Microsoft, the US software company, will on Monday respond to the competitive threat of cheaper open source software by announcing that it is sharing the source code of its Microsoft Office productivity suite with governments round the world.
The move follows Microsoft's decision to open the source code of its Windows operating system in January 2003, when it launched its government security program, or GSP.
"It's really important for us at this stage that we have this major extension of the GSP. It's a confirmation that we are making new advances in our collaboration with governments," Wilfried Grommen, Microsoft's European business strategy manager, told the Financial Times.
Significantly, Microsoft has chosen to release details of the decision to share its source code from the company's European headquarters in Paris, France. European governments had been suspicious that the inner code of the US company's products could offer the US government back-door access to their systems. Europe is proving receptive to open-source software solutions based on the rival Linux operating system, in which code can be easily reviewed and changed and the basic software is free.
Open-source productivity suites such as OpenOffice are also gaining acceptance and the release of the Microsoft Office code will be viewed as a response to that commercial threat.
Jason Matusow, director of Microsoft's Shared Source Initiative said: "We are releasing 90 per cent of the source code of products such as Word [word-processing], Excel [spreadsheets] and PowerPoint [presentations].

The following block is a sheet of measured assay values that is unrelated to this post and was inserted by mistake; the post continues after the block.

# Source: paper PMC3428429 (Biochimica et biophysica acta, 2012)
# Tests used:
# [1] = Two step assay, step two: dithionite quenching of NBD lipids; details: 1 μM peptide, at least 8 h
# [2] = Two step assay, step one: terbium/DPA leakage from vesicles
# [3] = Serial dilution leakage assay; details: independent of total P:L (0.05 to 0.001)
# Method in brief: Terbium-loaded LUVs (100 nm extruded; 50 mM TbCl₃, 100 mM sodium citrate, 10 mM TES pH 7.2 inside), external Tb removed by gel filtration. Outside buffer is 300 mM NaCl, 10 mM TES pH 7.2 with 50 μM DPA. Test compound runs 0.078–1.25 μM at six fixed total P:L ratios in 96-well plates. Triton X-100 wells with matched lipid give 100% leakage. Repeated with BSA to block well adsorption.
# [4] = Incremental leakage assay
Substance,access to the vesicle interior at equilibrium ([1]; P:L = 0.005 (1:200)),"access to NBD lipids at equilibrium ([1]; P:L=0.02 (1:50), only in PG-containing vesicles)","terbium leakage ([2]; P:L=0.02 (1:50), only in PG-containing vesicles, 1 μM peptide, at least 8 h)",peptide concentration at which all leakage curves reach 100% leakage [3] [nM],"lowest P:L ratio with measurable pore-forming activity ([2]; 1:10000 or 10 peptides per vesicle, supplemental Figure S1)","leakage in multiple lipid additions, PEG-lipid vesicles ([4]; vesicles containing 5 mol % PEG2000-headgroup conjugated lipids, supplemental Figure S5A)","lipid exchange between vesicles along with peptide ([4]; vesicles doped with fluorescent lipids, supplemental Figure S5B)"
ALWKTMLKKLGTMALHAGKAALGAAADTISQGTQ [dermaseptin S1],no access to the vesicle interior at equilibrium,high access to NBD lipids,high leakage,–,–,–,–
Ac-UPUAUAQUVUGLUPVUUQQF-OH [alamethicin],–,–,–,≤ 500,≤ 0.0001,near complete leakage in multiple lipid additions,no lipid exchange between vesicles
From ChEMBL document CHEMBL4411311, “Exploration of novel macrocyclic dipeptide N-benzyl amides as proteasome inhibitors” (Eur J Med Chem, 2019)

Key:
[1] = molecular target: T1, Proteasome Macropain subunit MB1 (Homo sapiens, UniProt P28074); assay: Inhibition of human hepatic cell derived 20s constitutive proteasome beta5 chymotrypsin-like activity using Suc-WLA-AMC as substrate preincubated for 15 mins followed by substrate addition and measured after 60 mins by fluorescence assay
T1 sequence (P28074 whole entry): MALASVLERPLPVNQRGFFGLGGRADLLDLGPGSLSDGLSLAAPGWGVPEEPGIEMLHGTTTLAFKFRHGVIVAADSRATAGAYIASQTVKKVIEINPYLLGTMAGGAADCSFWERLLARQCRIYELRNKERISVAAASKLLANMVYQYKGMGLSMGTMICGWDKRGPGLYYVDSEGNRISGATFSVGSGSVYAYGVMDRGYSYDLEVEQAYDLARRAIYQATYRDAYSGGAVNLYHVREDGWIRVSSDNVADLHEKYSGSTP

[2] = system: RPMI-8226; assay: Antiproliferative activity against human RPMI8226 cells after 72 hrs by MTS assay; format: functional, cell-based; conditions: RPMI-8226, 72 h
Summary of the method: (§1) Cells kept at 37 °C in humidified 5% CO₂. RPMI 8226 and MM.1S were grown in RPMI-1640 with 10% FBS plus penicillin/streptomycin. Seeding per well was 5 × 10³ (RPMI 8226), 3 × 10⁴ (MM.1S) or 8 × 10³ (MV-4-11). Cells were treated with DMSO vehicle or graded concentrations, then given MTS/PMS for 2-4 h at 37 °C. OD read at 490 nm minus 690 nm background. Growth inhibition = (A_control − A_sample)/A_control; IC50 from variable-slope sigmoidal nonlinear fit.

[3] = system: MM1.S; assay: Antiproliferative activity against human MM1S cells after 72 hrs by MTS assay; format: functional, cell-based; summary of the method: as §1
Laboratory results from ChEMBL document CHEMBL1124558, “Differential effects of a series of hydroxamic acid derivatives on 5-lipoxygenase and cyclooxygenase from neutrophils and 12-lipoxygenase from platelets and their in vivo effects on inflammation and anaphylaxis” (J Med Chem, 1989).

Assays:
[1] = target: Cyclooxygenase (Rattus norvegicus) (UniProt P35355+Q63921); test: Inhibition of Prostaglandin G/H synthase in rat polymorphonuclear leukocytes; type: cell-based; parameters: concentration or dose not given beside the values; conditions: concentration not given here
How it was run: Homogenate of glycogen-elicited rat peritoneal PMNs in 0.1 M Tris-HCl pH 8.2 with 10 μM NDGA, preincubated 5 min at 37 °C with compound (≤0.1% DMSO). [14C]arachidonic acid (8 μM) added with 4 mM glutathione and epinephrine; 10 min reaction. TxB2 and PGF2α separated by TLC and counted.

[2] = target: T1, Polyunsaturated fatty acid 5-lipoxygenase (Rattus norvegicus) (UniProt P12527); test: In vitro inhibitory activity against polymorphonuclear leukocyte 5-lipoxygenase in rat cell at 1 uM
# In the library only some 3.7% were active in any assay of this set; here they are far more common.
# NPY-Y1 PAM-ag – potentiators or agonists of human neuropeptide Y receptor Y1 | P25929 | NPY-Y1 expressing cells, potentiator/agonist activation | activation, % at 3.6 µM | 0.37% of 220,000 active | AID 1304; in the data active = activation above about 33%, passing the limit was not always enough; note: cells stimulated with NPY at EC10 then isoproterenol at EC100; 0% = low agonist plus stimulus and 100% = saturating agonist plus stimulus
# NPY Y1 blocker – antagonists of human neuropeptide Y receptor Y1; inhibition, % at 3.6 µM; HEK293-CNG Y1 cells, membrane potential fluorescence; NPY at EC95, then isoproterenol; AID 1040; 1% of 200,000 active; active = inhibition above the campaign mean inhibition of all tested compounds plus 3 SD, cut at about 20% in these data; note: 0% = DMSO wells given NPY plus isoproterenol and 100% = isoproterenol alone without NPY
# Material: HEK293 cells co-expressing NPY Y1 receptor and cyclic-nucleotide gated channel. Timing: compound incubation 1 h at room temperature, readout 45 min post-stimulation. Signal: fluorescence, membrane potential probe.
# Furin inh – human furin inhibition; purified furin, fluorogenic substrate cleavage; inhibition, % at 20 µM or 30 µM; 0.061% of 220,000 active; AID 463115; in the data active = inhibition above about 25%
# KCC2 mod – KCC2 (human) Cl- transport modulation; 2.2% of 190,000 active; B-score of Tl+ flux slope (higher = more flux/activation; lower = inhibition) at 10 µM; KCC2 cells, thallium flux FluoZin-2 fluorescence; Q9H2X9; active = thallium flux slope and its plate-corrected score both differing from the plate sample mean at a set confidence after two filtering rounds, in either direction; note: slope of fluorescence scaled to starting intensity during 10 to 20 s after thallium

"Shared source is the method for Microsoft to understand the benefits of open source. The problem for governments is that transparency is crucial for them to evaluate the different products as they become critical parts of their infrastructure."
To date, more than 30 countries have signed GSP agreements, including Australia, China, Norway, Russia, Spain and the UK. More than 60 countries are eligible.
Under the programme, national agencies responsible for government security are given access to the code and Microsoft offers visits to its headquarters in Redmond, Washington.
In June, the city of Munich, in Germany, announced that a year-long trial of Linux had been successful and 14,000 personal computers would be switched from Microsoft Office to OpenOffice products. But last month the move was put on hold because of concerns over new European Union patent laws.
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